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Seven Days: The Straight Dope From the Week That Was

Thursday, February 18

Brian Davis was spending district cash like it was going out of style.

When Brian Davis vacated the Ellicott District Common Council seat by pleading guilty in November to two misdemeanor counts of misusing campaign money, he made certain that his successor would be hamstrung from the word go.

For the past month, Council staff has been lamenting that Davis spent down nearly every dime available to his office, leaving Curtis Haynes Jr., who was named to fill the seat in January, with next to nothing for the remainder of the fiscal year, which stretches until June 30—no money for grants to not-for-profits, for example, and insufficient money for staff salaries. On Thursday, members of the Common Council pored over roughly $31,000 Davis sent since March 1 of last year to the Community Action Organization of Erie County, a not-for-profit of which Davis was board president. CAO disbursed the money at the direction of Davis’s chief of staff, Kimberly German, for numerous purposes, the checks signed by Davis himself: $500 to Lola Clifton for the “Models with Morals” program; $1,500 for the Boy Scout Troop at St. Martin DePorres Church; $250 for the Masten Block Club Coalition; $1,400 to help Back to Basic Outreach Ministries on Broadway pay its utility bills—all fair uses of a councilmember’s discretionary funds, which total about $120,000 per year. Davis also spent $200, through CAO, for the honor of receiving a “Spiritual Award” from the St. Martin DePorres Holy Name Society.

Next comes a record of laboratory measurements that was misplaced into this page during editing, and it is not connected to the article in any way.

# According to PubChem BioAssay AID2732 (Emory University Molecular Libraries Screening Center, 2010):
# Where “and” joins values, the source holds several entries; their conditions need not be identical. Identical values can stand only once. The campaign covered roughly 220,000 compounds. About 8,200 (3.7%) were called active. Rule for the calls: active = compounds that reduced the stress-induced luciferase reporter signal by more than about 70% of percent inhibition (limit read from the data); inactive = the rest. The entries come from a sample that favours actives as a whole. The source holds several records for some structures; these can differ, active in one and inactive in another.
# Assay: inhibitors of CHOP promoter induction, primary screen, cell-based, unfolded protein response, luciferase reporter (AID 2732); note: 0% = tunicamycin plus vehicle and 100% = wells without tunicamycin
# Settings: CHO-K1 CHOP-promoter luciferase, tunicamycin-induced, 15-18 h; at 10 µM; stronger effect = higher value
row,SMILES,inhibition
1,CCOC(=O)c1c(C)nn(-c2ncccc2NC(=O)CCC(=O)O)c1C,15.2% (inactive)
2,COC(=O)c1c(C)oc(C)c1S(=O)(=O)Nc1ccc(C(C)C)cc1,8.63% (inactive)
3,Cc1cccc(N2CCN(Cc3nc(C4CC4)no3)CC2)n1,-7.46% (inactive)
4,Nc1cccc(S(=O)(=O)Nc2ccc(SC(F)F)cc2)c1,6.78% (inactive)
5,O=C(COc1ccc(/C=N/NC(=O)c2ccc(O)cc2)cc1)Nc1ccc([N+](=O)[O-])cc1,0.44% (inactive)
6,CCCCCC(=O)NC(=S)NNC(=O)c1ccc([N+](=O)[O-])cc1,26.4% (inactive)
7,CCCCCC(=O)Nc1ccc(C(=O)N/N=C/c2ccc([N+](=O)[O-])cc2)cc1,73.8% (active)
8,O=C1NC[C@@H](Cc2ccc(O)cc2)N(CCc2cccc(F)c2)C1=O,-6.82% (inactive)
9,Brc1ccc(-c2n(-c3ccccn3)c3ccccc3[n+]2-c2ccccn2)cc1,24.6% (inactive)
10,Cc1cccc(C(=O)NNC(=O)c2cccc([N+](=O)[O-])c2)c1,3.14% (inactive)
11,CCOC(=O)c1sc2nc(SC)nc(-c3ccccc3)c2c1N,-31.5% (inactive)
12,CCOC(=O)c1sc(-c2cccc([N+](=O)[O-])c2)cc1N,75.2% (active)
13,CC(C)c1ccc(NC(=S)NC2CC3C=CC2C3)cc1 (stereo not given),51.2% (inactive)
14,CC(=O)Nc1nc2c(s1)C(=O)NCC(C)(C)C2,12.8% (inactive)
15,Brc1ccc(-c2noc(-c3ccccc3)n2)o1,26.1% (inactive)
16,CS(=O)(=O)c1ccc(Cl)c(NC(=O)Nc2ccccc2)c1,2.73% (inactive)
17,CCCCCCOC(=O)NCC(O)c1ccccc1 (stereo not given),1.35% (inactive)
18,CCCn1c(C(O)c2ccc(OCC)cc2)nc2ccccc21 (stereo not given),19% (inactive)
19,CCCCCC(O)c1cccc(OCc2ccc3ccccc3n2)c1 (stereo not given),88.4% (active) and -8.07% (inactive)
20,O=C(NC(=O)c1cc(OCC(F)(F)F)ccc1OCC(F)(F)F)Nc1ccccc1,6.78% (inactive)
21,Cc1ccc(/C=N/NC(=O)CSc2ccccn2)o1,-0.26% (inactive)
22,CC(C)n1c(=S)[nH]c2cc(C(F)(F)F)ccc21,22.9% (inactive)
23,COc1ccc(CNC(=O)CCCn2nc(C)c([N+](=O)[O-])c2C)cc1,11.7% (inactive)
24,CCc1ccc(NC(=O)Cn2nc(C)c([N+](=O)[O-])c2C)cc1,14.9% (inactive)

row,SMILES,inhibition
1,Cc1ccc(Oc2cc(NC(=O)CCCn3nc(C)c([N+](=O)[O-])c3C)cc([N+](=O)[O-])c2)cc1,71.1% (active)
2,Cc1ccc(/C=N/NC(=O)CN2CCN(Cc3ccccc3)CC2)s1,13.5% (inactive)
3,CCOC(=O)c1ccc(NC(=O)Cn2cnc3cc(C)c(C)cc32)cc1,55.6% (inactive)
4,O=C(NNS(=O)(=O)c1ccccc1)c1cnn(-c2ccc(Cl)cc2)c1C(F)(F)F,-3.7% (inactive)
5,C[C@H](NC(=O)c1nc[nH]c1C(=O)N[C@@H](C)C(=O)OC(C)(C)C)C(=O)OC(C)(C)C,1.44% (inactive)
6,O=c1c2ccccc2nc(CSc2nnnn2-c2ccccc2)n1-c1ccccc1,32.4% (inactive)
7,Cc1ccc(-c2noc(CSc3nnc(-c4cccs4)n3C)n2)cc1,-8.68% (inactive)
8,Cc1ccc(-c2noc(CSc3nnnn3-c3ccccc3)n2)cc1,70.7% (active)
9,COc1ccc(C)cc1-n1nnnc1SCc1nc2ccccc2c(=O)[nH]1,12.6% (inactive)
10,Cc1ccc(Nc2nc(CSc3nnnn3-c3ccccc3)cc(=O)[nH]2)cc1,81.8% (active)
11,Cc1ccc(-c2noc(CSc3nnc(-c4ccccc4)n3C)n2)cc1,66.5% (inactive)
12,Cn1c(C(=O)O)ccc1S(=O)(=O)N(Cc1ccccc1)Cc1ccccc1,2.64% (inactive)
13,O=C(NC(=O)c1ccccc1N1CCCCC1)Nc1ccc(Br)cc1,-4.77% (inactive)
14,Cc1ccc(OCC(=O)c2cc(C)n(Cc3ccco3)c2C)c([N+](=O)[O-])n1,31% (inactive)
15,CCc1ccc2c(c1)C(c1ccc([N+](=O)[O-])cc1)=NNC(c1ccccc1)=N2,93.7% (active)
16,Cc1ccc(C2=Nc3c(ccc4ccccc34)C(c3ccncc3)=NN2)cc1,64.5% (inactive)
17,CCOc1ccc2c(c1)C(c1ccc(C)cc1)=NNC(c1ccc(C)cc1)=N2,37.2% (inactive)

The lion’s share of that $31,000 went to pay for Ellicott District Fun Day, an annual carnival in August in JFK Park. This, too, is a fair use of a councilmember’s discretionary money, though one might question whether a street fair is the most pressing need in the city’s most impoverished councilmanic district.

In any case, the point is that Davis left the district strapped for the rest of the fiscal year, and the district’s books are in disarray. Perhaps $10,000 in discretionary funds are left out of about $120,000 allotted to each member annually. No community block grant money is left. In effect, Davis deprived Haynes of tools for doing good and generating good will among his constituents. That may have been Davis’s goal—that and the money itself, of course.

Friday, February 19